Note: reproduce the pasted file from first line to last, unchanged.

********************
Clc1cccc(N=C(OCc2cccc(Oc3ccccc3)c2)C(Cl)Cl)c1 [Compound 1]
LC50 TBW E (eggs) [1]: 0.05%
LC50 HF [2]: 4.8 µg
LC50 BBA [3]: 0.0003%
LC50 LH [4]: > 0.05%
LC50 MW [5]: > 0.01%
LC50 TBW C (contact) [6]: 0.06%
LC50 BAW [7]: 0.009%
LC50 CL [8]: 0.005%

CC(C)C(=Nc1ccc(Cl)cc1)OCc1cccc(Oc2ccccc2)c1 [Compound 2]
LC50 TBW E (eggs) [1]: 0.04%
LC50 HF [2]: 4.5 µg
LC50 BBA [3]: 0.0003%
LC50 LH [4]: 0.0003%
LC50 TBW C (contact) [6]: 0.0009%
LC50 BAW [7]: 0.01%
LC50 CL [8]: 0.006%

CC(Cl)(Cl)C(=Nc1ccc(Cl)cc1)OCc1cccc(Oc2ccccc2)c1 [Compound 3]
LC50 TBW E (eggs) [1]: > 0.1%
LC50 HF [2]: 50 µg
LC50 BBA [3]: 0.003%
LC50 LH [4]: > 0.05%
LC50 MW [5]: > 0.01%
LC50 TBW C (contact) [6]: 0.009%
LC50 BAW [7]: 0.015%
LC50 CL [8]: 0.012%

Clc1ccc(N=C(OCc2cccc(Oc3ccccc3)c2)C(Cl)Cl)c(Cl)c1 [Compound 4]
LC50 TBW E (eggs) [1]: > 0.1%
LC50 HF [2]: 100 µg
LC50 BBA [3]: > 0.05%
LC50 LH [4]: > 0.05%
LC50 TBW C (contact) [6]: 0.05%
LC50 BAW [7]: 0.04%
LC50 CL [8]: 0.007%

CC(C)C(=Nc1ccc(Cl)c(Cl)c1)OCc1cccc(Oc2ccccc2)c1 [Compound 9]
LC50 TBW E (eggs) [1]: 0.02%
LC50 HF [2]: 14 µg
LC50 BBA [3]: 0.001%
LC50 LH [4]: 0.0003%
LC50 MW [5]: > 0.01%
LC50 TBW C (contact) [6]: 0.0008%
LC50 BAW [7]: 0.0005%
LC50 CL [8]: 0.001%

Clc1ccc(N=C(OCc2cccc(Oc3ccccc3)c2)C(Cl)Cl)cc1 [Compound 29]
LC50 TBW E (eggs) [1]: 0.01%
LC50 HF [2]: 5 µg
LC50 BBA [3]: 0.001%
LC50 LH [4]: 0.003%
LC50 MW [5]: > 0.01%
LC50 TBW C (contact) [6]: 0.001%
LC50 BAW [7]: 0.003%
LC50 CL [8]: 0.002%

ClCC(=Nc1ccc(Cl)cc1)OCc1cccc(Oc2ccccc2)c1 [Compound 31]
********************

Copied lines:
Clc1cccc(N=C(OCc2cccc(Oc3ccccc3)c2)C(Cl)Cl)c1 [Compound 1]
LC50 TBW E (eggs) [1]: 0.05%
LC50 HF [2]: 4.8 µg
LC50 BBA [3]: 0.0003%
LC50 LH [4]: > 0.05%
LC50 MW [5]: > 0.01%
LC50 TBW C (contact) [6]: 0.06%
LC50 BAW [7]: 0.009%
LC50 CL [8]: 0.005%

CC(C)C(=Nc1ccc(Cl)cc1)OCc1cccc(Oc2ccccc2)c1 [Compound 2]
LC50 TBW E (eggs) [1]: 0.04%
LC50 HF [2]: 4.5 µg
LC50 BBA [3]: 0.0003%
LC50 LH [4]: 0.0003%
LC50 TBW C (contact) [6]: 0.0009%
LC50 BAW [7]: 0.01%
LC50 CL [8]: 0.006%

CC(Cl)(Cl)C(=Nc1ccc(Cl)cc1)OCc1cccc(Oc2ccccc2)c1 [Compound 3]
LC50 TBW E (eggs) [1]: > 0.1%
LC50 HF [2]: 50 µg
LC50 BBA [3]: 0.003%
LC50 LH [4]: > 0.05%
LC50 MW [5]: > 0.01%
LC50 TBW C (contact) [6]: 0.009%
LC50 BAW [7]: 0.015%
LC50 CL [8]: 0.012%

Clc1ccc(N=C(OCc2cccc(Oc3ccccc3)c2)C(Cl)Cl)c(Cl)c1 [Compound 4]
LC50 TBW E (eggs) [1]: > 0.1%
LC50 HF [2]: 100 µg
LC50 BBA [3]: > 0.05%
LC50 LH [4]: > 0.05%
LC50 TBW C (contact) [6]: 0.05%
LC50 BAW [7]: 0.04%
LC50 CL [8]: 0.007%

CC(C)C(=Nc1ccc(Cl)c(Cl)c1)OCc1cccc(Oc2ccccc2)c1 [Compound 9]
LC50 TBW E (eggs) [1]: 0.02%
LC50 HF [2]: 14 µg
LC50 BBA [3]: 0.001%
LC50 LH [4]: 0.0003%
LC50 MW [5]: > 0.01%
LC50 TBW C (contact) [6]: 0.0008%
LC50 BAW [7]: 0.0005%
LC50 CL [8]: 0.001%

Clc1ccc(N=C(OCc2cccc(Oc3ccccc3)c2)C(Cl)Cl)cc1 [Compound 29]
LC50 TBW E (eggs) [1]: 0.01%
LC50 HF [2]: 5 µg
LC50 BBA [3]: 0.001%
LC50 LH [4]: 0.003%
LC50 MW [5]: > 0.01%
LC50 TBW C (contact) [6]: 0.001%
LC50 BAW [7]: 0.003%
LC50 CL [8]: 0.002%

ClCC(=Nc1ccc(Cl)cc1)OCc1cccc(Oc2ccccc2)c1 [Compound 31]